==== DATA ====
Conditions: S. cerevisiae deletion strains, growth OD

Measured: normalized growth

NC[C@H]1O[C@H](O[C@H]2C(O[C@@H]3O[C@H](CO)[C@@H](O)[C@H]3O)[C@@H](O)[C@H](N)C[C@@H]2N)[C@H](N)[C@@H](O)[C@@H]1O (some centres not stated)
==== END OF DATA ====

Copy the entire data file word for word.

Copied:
Conditions: S. cerevisiae deletion strains, growth OD

Measured: normalized growth

NC[C@H]1O[C@H](O[C@H]2C(O[C@@H]3O[C@H](CO)[C@@H](O)[C@H]3O)[C@@H](O)[C@H](N)C[C@@H]2N)[C@H](N)[C@@H](O)[C@@H]1O (some centres not stated)